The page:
P.O.V (Point Of View) describes a genre of pornography in which sexual acts are filmed from the male’s point of view on a handheld device. Project 78 Gallery showcases nine contemporary artists from different stages of their careers whose works interrogate the current state of sexual politics from an alternative point of view.

Phoebe McElhatton and Kate Davis have worked in collaboration to produce a video piece that pokes fun at mainstream heterosexual pornography and perfected artificial romance that is a product of capitalist consumer culture.

Artist researcher Lucy Ayliffe investigates how explicit online pornography has shaped attitudes towards women and modern day perceptions of female beauty. ToyBoy, 2016 confronts the viewer with SuitSupply’s spring/ summer advert campaign and is overlaid with an unnerving audio comprised of Lucy’s research archive and her interviews with focus groups asking about their pubic hair removal regimes.

Natasha Caruana’s photographic series Married Man documents her 80 encounters with married men, which she organised through online dating apps specifically designed for marital affairs. Natasha’s motivation was to ‘explore the narrative of what infidelity looked like today’.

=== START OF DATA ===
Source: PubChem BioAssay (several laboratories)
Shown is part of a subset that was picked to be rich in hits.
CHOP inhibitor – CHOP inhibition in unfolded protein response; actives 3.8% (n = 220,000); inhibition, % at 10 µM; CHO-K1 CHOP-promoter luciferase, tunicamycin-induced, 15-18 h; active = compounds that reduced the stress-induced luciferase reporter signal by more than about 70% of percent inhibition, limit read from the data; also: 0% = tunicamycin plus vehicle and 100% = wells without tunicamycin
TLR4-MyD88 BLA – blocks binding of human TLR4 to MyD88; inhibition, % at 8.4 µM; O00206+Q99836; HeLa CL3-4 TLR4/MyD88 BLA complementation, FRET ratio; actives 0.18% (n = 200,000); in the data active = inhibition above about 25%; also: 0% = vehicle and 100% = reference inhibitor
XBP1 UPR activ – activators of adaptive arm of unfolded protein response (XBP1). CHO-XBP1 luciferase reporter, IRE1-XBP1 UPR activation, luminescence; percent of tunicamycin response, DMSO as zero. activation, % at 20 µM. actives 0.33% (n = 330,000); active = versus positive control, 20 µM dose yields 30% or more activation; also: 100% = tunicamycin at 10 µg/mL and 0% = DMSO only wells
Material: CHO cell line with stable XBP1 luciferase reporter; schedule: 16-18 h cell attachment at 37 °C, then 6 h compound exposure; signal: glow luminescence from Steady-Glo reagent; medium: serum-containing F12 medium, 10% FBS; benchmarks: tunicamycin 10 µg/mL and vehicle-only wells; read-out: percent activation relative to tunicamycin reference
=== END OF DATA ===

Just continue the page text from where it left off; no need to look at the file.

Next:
Evie Hatch’s Wish You Were Here, a series of automatic orgasm drawings on postcards, uses drawing as a performative way of articulating female pleasure. The work’s title sarcastically subverts the expectation that an orgasm is ‘done’ to a woman, a notion that denies her an active role in sexual intimacy.

Kate Davis her print series Logging on to Love is an exploration into the development of sex robots and cybersex. This body of work encourages the viewer to question how technology impacts human interaction, intimacy and relationships.